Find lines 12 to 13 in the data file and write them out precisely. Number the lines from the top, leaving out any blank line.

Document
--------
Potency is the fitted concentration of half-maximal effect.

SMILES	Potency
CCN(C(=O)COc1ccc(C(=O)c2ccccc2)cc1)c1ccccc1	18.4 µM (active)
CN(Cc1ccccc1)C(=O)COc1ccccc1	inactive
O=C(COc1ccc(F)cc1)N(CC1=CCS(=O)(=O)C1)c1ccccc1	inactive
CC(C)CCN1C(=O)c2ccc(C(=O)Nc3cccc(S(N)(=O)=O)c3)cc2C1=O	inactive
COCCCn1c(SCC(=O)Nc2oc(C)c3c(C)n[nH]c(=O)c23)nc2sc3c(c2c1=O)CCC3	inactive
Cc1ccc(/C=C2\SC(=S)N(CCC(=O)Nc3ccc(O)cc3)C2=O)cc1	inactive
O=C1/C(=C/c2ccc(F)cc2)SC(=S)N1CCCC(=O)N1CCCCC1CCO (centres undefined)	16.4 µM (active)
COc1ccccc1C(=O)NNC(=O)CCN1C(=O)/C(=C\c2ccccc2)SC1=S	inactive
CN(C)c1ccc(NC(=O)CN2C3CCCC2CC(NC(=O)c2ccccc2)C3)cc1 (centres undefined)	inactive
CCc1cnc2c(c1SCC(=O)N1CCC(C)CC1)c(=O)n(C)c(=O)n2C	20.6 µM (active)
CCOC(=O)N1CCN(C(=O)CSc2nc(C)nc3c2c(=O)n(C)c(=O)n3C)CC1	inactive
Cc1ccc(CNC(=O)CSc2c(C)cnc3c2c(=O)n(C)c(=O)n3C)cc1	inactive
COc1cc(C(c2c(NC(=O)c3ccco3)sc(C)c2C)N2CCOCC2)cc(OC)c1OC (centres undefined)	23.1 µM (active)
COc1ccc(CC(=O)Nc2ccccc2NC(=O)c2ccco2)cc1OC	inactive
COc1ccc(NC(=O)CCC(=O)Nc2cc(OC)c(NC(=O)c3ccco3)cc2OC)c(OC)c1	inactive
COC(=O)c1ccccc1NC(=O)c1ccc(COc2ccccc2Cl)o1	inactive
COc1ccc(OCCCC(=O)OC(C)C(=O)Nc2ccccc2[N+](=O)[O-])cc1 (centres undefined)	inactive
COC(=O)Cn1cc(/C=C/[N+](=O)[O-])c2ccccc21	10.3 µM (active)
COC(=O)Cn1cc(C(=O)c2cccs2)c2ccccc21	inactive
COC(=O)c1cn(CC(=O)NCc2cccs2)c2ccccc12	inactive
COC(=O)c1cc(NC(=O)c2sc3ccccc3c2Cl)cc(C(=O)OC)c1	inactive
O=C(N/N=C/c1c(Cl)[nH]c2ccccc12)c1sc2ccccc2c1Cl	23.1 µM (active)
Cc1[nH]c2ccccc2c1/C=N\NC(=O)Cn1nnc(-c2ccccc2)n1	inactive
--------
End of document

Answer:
CCc1cnc2c(c1SCC(=O)N1CCC(C)CC1)c(=O)n(C)c(=O)n2C	20.6 µM (active)
CCOC(=O)N1CCN(C(=O)CSc2nc(C)nc3c2c(=O)n(C)c(=O)n3C)CC1	inactive